Edward Snowden may be holed up in Russia, but U.S. government officials say America will nevertheless be safe from future whistle-blowing by the American-born traitor because they've managed to seize Snowden's thus far elusive whistle.
According to National Security Agency Director General Keith Alexander, the whistle, which was discovered inside a storage locker blocks away from Port Authority bus terminal in New York City, is remarkably well-preserved given its level of usage by Snowden.
"It's smaller than I expected," General Alexander reported. "It's made of brass, and it's chrome-plated so as to withstand exposure to the elements. It's also quite shiny."
The NSA determined the location of Snowden's whistle by wiretapping everyone from homeless men sleeping on Port Authority benches to President Obama, who issued an executive order explicitly granting the NSA sweeping authority to continuously monitor his own communications and those of his entire staff, but only in the interest of satisfying national curiosity.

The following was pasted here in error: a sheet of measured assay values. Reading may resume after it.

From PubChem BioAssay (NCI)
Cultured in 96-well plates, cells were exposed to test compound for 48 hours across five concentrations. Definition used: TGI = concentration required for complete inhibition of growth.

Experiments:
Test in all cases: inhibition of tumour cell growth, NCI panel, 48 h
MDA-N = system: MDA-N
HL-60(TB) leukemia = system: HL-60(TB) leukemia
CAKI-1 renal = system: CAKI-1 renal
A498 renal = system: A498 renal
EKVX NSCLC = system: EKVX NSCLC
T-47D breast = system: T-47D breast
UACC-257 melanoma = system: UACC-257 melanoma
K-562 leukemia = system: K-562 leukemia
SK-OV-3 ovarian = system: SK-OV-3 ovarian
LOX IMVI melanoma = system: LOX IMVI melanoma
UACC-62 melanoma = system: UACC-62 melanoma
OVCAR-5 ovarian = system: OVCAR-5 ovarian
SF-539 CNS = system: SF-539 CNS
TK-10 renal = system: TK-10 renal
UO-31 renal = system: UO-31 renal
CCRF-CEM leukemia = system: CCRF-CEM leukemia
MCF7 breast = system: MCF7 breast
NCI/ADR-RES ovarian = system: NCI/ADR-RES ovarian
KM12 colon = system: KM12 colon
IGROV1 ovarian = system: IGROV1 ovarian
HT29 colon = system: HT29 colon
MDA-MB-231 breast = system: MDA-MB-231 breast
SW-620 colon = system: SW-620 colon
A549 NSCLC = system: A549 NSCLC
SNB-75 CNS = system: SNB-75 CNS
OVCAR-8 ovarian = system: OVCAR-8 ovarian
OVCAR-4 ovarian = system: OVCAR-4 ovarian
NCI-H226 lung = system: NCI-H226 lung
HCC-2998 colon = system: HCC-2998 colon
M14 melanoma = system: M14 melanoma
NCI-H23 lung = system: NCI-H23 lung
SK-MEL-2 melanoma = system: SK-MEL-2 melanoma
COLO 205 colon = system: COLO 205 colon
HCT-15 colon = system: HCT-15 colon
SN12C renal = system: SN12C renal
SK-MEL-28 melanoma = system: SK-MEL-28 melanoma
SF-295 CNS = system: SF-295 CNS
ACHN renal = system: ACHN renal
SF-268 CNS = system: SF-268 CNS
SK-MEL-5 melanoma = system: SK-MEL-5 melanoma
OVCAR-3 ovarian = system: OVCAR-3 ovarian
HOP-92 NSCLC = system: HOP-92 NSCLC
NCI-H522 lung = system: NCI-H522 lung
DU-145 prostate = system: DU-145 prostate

While General Alexander commended the NSA officials who braved slushy New York streets and chilly temperatures to seize Snowden's whistle, he was careful not to overstate the significance of this milestone in the NSA's crusade against Nobel Peace Prize nominee Snowden.
"Yes, we got his whistle, but we can't be sure that he doesn't have others, or that he won't try to obtain one. For that reason, we're keeping a close eye on musical instrument stores in Moscow to track their sales of whistles, fifes, and related items."
Although Snowden's whistle appeared intact, General Alexander couldn't say for certain whether the whistle is still functional, as making that determination would have required actually blowing the whistle.
"And of course," the General emphasized, "the NSA would never do that."